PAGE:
Case management is a role help lines traditionally have not played. This is a new role that we are trying out in Oregon to improve the conversion rate of help line caller to treatment enrollee. Instead of looking at that caller as a customer, the help line counselor is viewing callers as clients. Through a motivational interview process they listen, probe, and assist the caller to establish a solution-oriented plan. With the caller's consent, the help line counselor calls that client back to see if they followed through with their plan and continues to call until the client is engaged in the intervention of their choice.

Let's look at this next slide. You heard from our help line counselor that his role is to handle crisis calls, to send people in a direction of treatment, and to facilitate entry into treatment.

The top graph is composed of data provided by Nebraska and the bottom graph contains data from Oregon. Both graphs contain information on the number of calls to the help line and the number of new treatment enrollees. Both Oregon and Nebraska operate publicly funded gambling treatment systems.

In Nebraska, we notice an inverse relationship between call volume and treatment enrollment. That is, as help line calls decreased, treatment enrollment increased. One interpretation of this finding is that the help line is not working. Another interpretation is that the help line worked extremely well. Without defining the roles and objectives of the service it is difficult to interpret these data. For example, if the role of the help line was to increase treatment utilization by kick-starting the system, it worked. That is, utilizing the help line, in conjunction with start-up media, to build up a client population large enough to generate a snowball effect. Word of mouth appears to be a primary vehicle delivering people to treatment in Nebraska.

In Oregon we observe a positive relationship between call volume and treatment utilization.

Why are the Nebraska data so different from the Oregon data? One confounding variable is diet. Nebraskans are obsessed with beef and Oregonians are obsessed with salmon. (Laughter.) The variable that more likely influenced the difference was help line advertising. During the time period this graph represents, Oregon invested $700,000 into promoting their help line number and in Nebraska the advertising budget was zero.

Looking at call volume and treatment utilization data provides important information needed to manage and understand system performance. For example, if we observe help line volume increasing and treatment enrollment decreasing, that may indicate a treatment system at capacity.

Are help lines efficacious? This topic has been debated in the literature on drug and alcohol help lines. A common argument against help lines is the finding that the proportion of callers that enroll in treatment is very small and most people in treatment did not arrive there through the use of a help line.

Before we can determine if a help line is efficacious, we need to define the roles and objectives of that particular help line. After we determine what these roles are, we can then measure our progress in meeting the objectives. Multimethod evaluation procedures may include the measurement of call volume, treatment enrollment, public awareness, conversion rate of calls to treatment entry, user satisfaction, call time, length of call, and wait time.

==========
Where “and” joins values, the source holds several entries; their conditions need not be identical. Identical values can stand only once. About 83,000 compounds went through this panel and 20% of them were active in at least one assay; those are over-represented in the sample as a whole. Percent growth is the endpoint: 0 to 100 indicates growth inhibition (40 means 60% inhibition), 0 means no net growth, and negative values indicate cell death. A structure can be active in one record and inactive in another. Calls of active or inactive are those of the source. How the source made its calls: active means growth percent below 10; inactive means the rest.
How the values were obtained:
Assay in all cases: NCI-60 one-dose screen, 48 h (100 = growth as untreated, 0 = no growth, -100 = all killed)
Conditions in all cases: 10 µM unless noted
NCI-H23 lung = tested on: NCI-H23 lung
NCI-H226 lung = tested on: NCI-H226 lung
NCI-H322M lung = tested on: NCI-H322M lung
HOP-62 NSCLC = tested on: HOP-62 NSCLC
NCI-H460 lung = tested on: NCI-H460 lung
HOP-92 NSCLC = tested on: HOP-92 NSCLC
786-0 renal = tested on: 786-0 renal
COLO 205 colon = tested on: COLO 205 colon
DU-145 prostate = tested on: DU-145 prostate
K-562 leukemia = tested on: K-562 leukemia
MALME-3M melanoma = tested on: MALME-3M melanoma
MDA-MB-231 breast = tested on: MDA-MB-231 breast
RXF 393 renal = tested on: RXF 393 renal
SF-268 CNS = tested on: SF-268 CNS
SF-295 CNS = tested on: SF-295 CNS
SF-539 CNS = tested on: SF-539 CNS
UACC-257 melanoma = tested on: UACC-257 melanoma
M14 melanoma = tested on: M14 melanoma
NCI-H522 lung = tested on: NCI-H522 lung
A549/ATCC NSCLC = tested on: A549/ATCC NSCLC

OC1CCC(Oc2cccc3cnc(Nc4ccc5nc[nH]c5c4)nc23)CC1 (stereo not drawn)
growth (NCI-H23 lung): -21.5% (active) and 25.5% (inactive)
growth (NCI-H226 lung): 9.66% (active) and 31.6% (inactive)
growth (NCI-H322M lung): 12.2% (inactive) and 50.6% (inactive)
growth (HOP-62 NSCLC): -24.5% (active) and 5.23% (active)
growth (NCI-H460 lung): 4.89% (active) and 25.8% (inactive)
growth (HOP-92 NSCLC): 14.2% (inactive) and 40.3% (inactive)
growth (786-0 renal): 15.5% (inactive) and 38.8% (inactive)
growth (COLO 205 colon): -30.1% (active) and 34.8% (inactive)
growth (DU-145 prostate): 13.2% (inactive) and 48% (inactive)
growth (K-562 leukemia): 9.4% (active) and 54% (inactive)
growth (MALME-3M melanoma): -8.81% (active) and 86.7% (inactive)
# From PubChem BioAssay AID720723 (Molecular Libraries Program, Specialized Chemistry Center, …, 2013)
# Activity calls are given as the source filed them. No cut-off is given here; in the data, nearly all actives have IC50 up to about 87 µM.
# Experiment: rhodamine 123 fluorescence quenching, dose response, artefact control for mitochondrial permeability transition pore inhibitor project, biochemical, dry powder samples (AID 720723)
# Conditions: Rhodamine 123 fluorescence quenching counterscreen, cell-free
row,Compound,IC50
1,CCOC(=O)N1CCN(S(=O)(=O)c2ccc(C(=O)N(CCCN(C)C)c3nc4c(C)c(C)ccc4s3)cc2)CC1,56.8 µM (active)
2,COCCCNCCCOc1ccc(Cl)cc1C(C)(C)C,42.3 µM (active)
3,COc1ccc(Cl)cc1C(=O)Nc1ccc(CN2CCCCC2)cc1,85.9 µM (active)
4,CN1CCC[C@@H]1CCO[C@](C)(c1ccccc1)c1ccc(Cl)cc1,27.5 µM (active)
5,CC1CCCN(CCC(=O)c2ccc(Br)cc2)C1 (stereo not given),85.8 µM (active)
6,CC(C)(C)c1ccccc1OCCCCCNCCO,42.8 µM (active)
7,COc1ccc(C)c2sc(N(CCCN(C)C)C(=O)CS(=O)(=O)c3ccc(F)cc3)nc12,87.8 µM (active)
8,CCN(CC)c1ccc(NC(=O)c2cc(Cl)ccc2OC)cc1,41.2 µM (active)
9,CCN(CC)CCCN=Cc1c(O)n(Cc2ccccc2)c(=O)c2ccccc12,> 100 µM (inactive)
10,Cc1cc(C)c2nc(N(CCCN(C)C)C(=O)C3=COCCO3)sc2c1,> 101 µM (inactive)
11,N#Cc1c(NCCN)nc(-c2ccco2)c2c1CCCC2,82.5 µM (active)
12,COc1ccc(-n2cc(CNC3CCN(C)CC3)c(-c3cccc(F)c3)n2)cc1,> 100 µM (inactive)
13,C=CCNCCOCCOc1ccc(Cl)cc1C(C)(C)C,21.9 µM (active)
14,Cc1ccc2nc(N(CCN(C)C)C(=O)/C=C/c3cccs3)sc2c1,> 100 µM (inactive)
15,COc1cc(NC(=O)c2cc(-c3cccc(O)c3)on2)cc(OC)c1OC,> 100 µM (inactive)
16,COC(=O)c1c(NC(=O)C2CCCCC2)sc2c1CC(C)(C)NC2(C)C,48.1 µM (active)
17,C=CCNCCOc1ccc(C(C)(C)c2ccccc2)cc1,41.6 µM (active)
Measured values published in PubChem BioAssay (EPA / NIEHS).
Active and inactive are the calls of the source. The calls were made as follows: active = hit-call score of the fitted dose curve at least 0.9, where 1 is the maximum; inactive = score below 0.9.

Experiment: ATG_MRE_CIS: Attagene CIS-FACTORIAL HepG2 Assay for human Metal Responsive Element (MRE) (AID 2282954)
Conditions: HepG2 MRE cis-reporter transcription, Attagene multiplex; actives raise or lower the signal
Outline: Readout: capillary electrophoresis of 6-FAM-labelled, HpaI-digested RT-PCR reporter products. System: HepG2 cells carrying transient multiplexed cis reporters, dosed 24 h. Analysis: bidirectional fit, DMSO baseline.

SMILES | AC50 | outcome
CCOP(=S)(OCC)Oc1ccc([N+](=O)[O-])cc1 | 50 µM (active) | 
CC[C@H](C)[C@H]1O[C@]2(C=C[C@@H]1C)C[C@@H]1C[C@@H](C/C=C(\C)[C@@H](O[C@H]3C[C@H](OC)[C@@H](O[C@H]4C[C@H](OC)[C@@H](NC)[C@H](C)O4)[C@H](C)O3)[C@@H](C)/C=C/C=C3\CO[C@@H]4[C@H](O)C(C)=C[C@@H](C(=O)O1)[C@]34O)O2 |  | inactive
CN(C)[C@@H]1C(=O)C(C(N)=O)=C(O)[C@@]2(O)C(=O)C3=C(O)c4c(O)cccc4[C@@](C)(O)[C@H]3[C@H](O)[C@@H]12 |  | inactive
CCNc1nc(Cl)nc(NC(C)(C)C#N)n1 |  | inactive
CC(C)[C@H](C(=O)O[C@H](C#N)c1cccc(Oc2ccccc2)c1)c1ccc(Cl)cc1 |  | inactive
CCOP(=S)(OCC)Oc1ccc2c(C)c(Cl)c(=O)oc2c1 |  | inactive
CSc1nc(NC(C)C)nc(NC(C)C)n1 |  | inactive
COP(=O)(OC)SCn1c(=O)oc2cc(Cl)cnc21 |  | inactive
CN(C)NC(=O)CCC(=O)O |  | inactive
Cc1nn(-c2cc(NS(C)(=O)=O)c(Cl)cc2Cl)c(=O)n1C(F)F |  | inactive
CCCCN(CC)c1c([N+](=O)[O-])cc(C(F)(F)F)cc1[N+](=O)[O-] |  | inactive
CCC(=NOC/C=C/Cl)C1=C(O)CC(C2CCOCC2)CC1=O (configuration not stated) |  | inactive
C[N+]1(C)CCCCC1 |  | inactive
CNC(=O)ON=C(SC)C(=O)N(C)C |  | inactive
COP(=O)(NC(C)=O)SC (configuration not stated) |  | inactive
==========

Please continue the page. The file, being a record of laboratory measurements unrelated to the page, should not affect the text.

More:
We need to look at the role of marketing. In Oregon, when TV ads were aired, call volume increased by 59 percent and treatment enrollments increased 39 percent. This is strong evidence that suggests good advertising combined with a good call line is effective in increasing care for people with gambling problems.

Oregon is home to a relatively well-funded gambling treatment system. This allows Oregon to support its help line services with good referral options and good advertising. In jurisdictions that struggle for resources, there may be a greater importance to defining the different roles of their help line. Opportunities will be missed without expanding our thoughts about the roles help lines can assume.

Different jurisdictions have different needs, so it starts with a needs and resource assessment. It is time for the developers of problem gambling help lines to expand beyond traditional help line roles and to look and think outside the box.

As we assess help line roles over time, we need to evolve with the rest of the system. For example, the time may be near when help line providers also offer brief or minimal treatment interventions in order to target less severe problem gamblers or people who are not ready to enter traditional treatment.

Another evolving role may be functioning as a centralized intake for jurisdictions with various levels of treatment.

Perhaps we need to think of “help centers” as opposed to help lines with the growing importance of communicating through cyberspace. The time may be right to develop more of a Web presence, so that people seeking assistance can go to a site, gather information, and have the choice to interact with a counselor on a real-time basis. An Internet-based gambling help center may be particularly effective with the next generation of problem gambler growing up in the digital age of text messaging, instant messaging, and video conferencing. Furthermore, many problem gamblers may avoid calling a help line due to social anxiety, interpersonal discomfort, and feelings of guilt and shame, and may find a Web-based help center less intimidating.

So what's the role of help lines? That is up to you. Go out and think! Think different!

[End of session.]